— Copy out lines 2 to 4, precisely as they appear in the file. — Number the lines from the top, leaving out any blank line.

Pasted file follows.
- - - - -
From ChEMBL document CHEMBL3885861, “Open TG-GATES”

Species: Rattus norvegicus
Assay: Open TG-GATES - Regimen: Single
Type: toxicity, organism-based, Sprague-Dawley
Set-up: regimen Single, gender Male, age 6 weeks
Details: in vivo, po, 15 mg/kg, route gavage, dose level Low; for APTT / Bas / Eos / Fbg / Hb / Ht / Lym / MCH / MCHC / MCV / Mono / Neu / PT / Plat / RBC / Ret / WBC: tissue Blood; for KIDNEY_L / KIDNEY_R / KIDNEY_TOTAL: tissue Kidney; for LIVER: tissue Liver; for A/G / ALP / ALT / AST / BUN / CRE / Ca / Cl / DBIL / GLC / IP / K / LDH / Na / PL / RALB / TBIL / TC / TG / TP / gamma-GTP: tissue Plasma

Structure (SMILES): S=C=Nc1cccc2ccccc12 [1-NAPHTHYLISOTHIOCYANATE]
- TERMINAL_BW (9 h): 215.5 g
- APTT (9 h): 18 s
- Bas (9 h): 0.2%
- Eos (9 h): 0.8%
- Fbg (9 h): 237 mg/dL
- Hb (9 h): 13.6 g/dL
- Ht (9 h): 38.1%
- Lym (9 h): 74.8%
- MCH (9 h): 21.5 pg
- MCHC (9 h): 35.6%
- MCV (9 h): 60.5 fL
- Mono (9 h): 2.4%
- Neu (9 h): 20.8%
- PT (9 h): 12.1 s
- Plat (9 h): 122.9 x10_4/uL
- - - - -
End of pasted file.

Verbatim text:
Species: Rattus norvegicus
Assay: Open TG-GATES - Regimen: Single
Type: toxicity, organism-based, Sprague-Dawley